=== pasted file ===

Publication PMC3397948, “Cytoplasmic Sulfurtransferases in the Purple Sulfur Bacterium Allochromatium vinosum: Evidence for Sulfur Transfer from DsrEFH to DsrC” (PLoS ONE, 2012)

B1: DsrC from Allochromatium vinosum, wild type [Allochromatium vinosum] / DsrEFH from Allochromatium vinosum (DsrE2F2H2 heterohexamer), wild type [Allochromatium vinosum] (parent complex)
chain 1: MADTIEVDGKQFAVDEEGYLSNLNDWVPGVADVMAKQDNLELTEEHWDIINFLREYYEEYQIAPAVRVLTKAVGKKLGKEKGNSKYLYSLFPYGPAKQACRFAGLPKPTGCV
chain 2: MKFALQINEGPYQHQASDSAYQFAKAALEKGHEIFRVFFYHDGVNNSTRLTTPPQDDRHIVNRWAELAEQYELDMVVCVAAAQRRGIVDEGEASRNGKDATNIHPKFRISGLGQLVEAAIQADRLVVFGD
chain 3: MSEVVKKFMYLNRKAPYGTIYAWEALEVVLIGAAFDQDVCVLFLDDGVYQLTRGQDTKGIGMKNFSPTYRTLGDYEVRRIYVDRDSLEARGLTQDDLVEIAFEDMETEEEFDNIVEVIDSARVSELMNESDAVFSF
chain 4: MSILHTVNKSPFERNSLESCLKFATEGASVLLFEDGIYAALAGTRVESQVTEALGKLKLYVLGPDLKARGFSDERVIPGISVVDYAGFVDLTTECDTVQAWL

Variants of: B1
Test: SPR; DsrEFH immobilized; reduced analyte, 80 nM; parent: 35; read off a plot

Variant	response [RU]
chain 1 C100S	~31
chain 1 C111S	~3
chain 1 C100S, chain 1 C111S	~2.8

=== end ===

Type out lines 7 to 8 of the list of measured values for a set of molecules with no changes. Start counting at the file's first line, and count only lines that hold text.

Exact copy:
Variants of: B1
Test: SPR; DsrEFH immobilized; reduced analyte, 80 nM; parent: 35; read off a plot